David Cameron has often been accused of being an ‘essay crisis’ Prime Minister. Today he blasted that image to smithereens. In front of a full hall, David Cameron made his first speech as Prime Minister of an entirely Conservative government.
Much of it will resonate with Tory activists and the wider public. Some of it will go down like a cup of cold sick. Make no mistake, Cameron is fully back in ‘heir to Blair’ mode.
The Prime Minister has made no secret of his desire to govern as a ‘One Nation’ conservative in the mould of Benjamin Disraeli. Today he vowed to tackle the “big social problems”: inequality, poverty and discrimination.
Cameron sees himself as the leader of a “modern, compassionate, One Nation Conservative Party”. Today he vowed to put social justice, equality for gay people, tackling climate change and helping the world’s poorest “at the centre” of the Conservative agenda.
His pitch today was aimed squarely at centrist and former Labour voters put off by Labour’s turn towards extremism under new leader Jeremy Corbyn. The Prime Minister seeks to make Labour irrelevant – by stealing their language and marrying it to a broadly Tory agenda.
Cameron was scathing about Corbyn’s ‘new politics’. The Conservatives will “keep our head as Labour lose theirs”, the Mr Cameron said. “If you want a lecture about poverty, ask Labour. If you want something done about it, come to us, the Conservatives”.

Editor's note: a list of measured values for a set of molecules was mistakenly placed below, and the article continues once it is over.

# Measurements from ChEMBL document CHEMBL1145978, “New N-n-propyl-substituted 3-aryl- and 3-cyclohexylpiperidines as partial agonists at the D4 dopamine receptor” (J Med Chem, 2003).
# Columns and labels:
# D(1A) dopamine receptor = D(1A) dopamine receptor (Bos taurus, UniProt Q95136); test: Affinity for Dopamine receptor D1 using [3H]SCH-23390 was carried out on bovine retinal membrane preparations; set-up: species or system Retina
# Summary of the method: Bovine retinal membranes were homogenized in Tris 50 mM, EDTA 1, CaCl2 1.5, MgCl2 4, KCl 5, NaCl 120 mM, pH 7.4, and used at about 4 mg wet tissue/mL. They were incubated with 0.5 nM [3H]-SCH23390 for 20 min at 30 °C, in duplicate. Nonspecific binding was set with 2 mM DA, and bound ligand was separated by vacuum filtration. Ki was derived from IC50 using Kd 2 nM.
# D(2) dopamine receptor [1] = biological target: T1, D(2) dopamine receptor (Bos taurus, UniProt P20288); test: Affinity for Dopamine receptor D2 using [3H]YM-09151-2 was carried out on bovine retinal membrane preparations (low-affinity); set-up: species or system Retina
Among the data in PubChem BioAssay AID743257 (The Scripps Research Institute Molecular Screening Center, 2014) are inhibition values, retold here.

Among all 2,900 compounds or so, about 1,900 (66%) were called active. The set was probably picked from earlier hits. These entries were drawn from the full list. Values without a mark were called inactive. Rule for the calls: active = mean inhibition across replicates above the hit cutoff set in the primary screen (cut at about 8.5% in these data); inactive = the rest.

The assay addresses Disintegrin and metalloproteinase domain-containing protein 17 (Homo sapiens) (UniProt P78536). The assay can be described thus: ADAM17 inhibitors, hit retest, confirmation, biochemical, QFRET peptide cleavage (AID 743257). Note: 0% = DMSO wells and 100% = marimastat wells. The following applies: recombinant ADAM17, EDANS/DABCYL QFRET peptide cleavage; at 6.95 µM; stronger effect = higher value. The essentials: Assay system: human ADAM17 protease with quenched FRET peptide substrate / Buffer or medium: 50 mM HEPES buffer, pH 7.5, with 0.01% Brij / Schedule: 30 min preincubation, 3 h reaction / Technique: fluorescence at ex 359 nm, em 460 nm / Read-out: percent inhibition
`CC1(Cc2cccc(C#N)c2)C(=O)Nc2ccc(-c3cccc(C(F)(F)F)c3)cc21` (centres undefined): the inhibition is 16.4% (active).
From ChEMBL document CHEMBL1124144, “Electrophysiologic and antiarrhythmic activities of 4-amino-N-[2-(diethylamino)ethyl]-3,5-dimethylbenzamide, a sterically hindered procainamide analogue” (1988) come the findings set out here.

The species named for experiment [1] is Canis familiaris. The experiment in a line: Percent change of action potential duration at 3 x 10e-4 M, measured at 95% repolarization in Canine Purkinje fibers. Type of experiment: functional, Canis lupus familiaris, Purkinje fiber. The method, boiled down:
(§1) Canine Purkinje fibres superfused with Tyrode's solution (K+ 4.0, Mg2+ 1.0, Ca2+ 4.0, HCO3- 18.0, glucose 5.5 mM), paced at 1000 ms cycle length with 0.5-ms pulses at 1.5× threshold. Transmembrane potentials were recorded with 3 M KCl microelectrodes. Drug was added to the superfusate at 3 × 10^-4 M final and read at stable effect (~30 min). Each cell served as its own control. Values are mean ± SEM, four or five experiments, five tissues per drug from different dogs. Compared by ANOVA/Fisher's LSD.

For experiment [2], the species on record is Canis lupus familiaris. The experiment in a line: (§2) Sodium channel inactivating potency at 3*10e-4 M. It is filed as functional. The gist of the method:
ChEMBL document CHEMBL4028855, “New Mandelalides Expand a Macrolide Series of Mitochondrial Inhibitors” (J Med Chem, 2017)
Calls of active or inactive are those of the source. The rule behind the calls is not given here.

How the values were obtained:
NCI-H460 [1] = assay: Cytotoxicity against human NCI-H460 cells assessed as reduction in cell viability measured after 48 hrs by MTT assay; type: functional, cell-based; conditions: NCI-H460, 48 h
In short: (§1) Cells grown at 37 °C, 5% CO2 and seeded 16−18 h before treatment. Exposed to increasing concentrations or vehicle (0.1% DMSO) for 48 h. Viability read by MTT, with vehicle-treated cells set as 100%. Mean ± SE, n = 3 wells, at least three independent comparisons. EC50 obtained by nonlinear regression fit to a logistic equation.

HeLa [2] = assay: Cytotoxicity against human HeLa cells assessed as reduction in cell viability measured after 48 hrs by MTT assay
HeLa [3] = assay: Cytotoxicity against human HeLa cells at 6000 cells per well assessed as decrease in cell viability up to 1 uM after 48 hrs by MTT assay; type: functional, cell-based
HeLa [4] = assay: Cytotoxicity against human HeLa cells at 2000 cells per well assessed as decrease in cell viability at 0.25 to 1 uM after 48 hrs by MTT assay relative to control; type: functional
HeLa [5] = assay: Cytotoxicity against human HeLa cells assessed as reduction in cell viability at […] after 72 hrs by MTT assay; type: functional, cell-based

He made a somewhat cringworthy sex joke about Richard Murphy, Jeremy Corbyn’s economic guru and author of ‘The Joy of Tax’. Of Murphy’s book, Mr Cameron said: “I took it home to show Samantha. It’s got 64 positions. And none of them work”.
The battle for the British economy “has only just begun”, said the Prime Minister, praising “our Iron Chancellor” George Osborne. But a strong economy is not enough. Mr Cameron also promised to build a “stronger society”.
Cameron’s Conservative government will, he says, wage an “all out assault on poverty”. He pledged to tackle the “root causes” of poverty: workless households, family breakdown, drug and alcohol addiction, abuse, and mental health problems.
Echoing Iain Duncan Smith’s words yesterday, Mr Cameron affirmed that the best route out of poverty is through work. He highlighted welfare reform, the higher personal allowance and the controversial National Living Wage pledge as examples of how the Conservatives are already making work pay. He also announced a national crusade to build more homes and create a new generation of property owners.
The Prime Minister criticised the lack of social mobility in Britain as “unacceptable”. He pointed out that “here, the salary you earn is more linked to what your father got paid than in any other major country”. He promised that the Conservatives – “the party of aspiration” – would bring this to an end.
Cameron also laid into racial discrimination, calling it “unacceptable” that people with “white-sounding names” are more likely to get work than people with “ethnic-sounding names”. Opportunity, he claimed, means little to persecuted Muslims, blacks and gays. “As a father of two daughters”, he expressed his concern over the ‘gender pay gap’ and pledged to end it. He promised to “finish the fight for real equality”.
By adopting the language of the ‘anti-prejudice’ left, Cameron was effectively rebuking many of his own party members as he sought to appeal to their enemies.